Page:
Make the weak Euro work for you: Vacation homes across the pond for around $200,000 or under

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If your getaway fantasies skew more towards the European oasis of Under the Tuscan Sun than the lake-side retreat in  What About Bob?  (or for that matter, the beachy locales in Jaws), you're in luck. With the euro still weak, now may be a good time to consider buying a vacation home in Europe. Start your hunt (or day-dreaming) right here.

How do you solve a NYC real estate problem like exorbitant price tags? Head to Fürstenfeld, Austria, where, for the price equivalent to a down payment in this city, you could be the owner of a three-bedroom with central heating and a carport. Asking price: 100,000 euros (or, in US currency, $113,910).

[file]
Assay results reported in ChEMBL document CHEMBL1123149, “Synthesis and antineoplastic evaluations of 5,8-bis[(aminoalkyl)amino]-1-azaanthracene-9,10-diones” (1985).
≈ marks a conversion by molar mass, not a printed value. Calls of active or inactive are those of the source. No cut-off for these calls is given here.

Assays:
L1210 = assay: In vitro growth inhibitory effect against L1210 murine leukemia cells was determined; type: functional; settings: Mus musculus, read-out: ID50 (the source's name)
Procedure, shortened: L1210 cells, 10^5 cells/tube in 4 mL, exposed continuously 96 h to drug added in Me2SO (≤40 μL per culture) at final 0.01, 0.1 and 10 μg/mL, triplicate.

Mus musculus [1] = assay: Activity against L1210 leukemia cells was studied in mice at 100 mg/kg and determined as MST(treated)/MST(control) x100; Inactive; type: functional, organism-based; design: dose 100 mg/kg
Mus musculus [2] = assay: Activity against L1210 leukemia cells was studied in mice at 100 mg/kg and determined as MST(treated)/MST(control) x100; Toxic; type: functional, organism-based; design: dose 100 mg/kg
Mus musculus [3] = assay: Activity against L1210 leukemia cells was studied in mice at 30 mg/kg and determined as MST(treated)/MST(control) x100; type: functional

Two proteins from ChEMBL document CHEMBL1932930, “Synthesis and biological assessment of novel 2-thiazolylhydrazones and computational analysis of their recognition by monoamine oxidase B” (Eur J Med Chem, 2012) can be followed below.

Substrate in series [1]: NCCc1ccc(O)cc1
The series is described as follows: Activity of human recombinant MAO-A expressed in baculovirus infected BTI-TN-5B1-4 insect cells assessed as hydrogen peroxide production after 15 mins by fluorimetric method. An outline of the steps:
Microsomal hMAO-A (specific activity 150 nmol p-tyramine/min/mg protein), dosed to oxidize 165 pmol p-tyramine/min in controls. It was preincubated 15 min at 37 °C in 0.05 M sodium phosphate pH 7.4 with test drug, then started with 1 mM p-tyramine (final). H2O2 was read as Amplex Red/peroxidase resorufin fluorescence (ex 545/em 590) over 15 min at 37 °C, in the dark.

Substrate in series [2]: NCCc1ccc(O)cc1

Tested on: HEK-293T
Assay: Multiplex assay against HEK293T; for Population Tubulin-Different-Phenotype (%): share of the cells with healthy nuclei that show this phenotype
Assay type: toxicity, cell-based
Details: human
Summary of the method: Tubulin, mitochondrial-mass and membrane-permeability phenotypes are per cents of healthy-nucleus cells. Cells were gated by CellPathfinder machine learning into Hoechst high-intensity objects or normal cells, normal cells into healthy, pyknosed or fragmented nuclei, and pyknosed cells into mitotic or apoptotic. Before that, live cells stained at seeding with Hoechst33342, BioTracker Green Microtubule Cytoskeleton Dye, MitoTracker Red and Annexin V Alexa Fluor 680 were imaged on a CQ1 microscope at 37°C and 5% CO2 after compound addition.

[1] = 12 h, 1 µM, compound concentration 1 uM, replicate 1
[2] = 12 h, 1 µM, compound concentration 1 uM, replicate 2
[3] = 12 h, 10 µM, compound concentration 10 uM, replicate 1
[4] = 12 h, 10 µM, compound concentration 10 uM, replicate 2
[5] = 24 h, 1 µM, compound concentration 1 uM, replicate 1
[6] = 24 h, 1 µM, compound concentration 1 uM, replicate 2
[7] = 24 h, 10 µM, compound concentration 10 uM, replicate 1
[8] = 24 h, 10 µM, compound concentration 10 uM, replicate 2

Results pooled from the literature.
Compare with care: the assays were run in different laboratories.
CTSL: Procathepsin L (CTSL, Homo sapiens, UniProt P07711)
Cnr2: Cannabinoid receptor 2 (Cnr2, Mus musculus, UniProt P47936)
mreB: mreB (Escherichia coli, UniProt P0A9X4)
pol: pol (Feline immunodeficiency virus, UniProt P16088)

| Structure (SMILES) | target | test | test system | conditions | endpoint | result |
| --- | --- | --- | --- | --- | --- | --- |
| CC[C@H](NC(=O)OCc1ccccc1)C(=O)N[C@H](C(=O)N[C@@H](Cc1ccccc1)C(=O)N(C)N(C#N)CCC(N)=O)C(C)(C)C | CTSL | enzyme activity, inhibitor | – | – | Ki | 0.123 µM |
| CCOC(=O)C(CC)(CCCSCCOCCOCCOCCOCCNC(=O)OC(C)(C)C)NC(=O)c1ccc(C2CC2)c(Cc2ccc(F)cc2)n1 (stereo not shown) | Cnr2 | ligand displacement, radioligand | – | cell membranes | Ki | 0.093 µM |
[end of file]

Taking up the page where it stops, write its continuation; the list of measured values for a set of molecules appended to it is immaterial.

The house itself may be called a cottage, but there's nothing diminutive about this entire property a ten-minute stroll from the Portugese village of Alegrete. First, the main accommodations offer two bedrooms; the one-acre grounds also include a forest, fruit trees and perfectly romantic-sounding stone ruins. Asking price: 105,000 euros ($119,229).

This three-bedroom is in the village of Ano Aprovato on the Greek island of Andros. (Given the country's fiscal woes, many other things are cheaper in Greece now, too.) Built in 2005, it's been massively discounted from the original asking of 385,000 euros, and has air-conditioning, a small garden planted with olive trees, and views of the Aegean Sea. Asking price: 180,000 euros ($199,993).

For the price of an outer-borough studio or one-bedroom, you can get a 700-square-foot two-bedroom in a proper chateau in Seine et Marne, a town on on the outskirts of Paris. The estate comes with a pool and tennis court, too. Asking price: 189,490 euros ($215,169).


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